up being the recipient of "Packet too big" message.

   When NAT device is the recipient of "packet too big"
   ICMP message from the network, the NAT device must simply
   forward the ICMP message back to the intended recipient, as
   stated in REQ-2.

3. Summary of Requirements

   This section summarizes the requirements discussed at length in the
   preceding section.

   REQ-1: A NAT device MUST transparantly forward all ICMP query
   packets. The ICMP NAT Session timeout MUST be 30 seconds or
   longer.

   REQ-2: A NAT device MUST transparently forward ICMP error packets
   to the target end node. The NAT device MUST translate not only the
   outer IP header, but also the embedded payload within the ICMP error
   packet. In the case the ICMP error packet is originated by a node
   for which the NAT device has no Binding, the NAT device MUST use
   its own IP address in the realm of the target node to translate
   the originating node IP address.

   REQ-3: While processing an ICMP error packet, a NAT device MUST not
   refresh or delete the NAT Session that pertains to the embedded
   payload within the ICMP error packet.

   REQ-4: When an inbound packet is prohibited by a NAT device due to
   resource/authorization considerations, the NAT device SHOULD send



Srisuresh, Ford, Sivakumar                                      [Page 7]


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   ICMP destination unreachable message, with a code of 10 to the
   sender prior to dropping the packet.

   REQ-5: If DF bit is set on a transit IP packet and the NAT
   device cannot forward the packet without fragmentation, the
   NAT device MUST send a "packet too big" ICMP message (ICMP
   type 3, Code 4) with a suggested MTU back to the sender and
   drop the original IP packet.


4. Security Considerations

   None yet.


Normative References

[ICMP]      Postel, J., "Internet Control Message Protocol", STD 5,
            RFC 792, September 1981.

[KEYWORDS]  S. Bradner, "Key words for use in RFCs to Indicate
            Requirement Levels", RFC 2119, March 1997.

[NAT-TERM]  P. Srisuresh and M. Holdrege, "IP Network Address Translator
            (NAT) Terminology and Considerations", RFC 2663, August
            1999.

[NAT-TRAD]  P. Srisuresh and K. Egevang, "Traditional IP Network Address
            Translator (Traditional NAT)", RFC 3022, January 2001.

[PRIV-ADDR] Y. Rekhter, B. Moskowitz, D. Karrenberg, G. J. de Groot, and
            E. Lear, "Address Allocation for Private Internets", RFC
            1918, February 1996.


Informative References

[BEH-APP]   B. Ford, P. Srisuresh, and D. Kegel, "Application Design
            Guidelines for Traversal of Network Address Translators",
            draft-ford-behave-nat-app-01.txt (Work In Progress),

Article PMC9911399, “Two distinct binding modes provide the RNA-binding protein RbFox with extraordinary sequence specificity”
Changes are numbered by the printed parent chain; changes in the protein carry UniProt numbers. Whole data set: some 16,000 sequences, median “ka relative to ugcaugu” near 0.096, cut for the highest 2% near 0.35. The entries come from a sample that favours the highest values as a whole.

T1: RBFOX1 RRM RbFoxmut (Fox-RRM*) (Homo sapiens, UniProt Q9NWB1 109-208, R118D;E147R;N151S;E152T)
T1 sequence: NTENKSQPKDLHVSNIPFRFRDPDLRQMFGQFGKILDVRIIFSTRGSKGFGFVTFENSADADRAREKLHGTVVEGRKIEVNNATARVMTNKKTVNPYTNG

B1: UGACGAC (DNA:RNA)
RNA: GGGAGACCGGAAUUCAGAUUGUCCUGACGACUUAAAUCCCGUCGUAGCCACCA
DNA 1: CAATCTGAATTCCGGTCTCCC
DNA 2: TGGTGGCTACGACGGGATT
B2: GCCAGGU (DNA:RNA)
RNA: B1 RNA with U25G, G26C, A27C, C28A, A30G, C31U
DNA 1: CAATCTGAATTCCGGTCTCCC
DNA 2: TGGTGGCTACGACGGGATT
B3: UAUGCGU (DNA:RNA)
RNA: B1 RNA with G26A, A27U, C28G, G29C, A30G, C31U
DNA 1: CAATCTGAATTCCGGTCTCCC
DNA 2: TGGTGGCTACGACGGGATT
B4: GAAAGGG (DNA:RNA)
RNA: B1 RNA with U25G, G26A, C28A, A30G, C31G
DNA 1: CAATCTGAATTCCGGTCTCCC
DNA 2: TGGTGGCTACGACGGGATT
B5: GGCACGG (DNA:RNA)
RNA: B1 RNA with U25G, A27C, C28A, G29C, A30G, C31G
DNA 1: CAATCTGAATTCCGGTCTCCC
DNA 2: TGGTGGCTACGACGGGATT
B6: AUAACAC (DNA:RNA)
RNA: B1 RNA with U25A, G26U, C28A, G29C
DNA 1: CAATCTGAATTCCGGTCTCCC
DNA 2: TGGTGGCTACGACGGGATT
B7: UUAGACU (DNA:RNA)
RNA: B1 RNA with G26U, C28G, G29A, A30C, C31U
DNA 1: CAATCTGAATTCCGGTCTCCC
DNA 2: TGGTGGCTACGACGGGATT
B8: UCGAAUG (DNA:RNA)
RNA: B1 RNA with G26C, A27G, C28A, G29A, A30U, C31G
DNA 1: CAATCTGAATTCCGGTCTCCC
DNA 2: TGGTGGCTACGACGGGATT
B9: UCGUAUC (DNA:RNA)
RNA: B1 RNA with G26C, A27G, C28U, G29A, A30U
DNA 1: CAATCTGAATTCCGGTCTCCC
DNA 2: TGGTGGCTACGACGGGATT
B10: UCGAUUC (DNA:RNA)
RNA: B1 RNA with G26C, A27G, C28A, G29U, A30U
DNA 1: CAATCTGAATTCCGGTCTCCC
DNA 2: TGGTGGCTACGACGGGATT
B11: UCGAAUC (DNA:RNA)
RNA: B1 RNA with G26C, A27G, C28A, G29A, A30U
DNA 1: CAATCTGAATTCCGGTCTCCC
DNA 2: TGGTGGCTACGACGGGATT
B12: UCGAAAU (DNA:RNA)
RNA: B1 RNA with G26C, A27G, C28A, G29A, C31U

October 2005.

[BEH-UDP]   F. Audet and C. Jennings, "NAT Behavioral Requirements for
            Unicast UDP", draft-ietf-behave-nat-udp-04.txt (Work In
            Progress), September 2005.

[BEH-TCP]   P. Srisuresh, S. Sivakumar, K. Biswas, and, B. Ford, "NAT
            Behavioral Requirements for TCP",



Srisuresh, Ford, Sivakumar                                      [Page 8]


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            draft-sivakumar-behave-nat-tcp-req-02.txt (Work In
            Progress), October 2005.

[PMTU]      Mogul, J. and S. Deering, "Path MTU discovery", RFC 1191,
            November 1990.

[RFC1812]   Baker, F., "Requirements for IP Version 4 Routers",
            RFC 1812, June 1995.

[UNSAF]     L. Daigle and IAB, "IAB Considerations for UNilateral Self-
            Address Fixing (UNSAF) Across Network Address Translation",
            RFC 3424, November 2002.


Author's Address

   Bryan Ford
   Computer Science and Artificial Intelligence Laboratory
   Massachusetts Institute of Technology
   77 Massachusetts Ave.
   Cambridge, MA 02139
   U.S.A.
   Phone: (617) 253-5261
   E-mail: baford@mit.edu
   Web: http://www.brynosaurus.com/

   Pyda Srisuresh
   Consultant
   20072 Pacifica Dr.
   Cupertino, CA 95014
   U.S.A.
   Phone: (408)836-4773
   E-mail: srisuresh@yahoo.com

   Senthil Sivakumar
   Cisco Systems, Inc.
   170 West Tasman Dr.
   San Jose, CA  95134
   U.S.A.
   Phone:
   Email: ssenthil@cisco.com


Copyright Statement

   Copyright (C) The Internet Society (2005).

   This document is subject to the rights, licenses and restrictions



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   contained in BCP 78, and except as set forth therein, the authors
   retain all their rights.

   This document and the information contained herein are provided on an
   "AS IS" basis and THE CONTRIBUTOR, THE ORGANIZATION HE/SHE REPRESENTS
   OR IS SPONSORED BY (IF ANY), THE INTERNET SOCIETY AND THE INTERNET
   ENGINEERING TASK FORCE DISCLAIM ALL WARRANTIES, EXPRESS OR IMPLIED,
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Srisuresh, Ford, Sivakumar                                     [Page 10]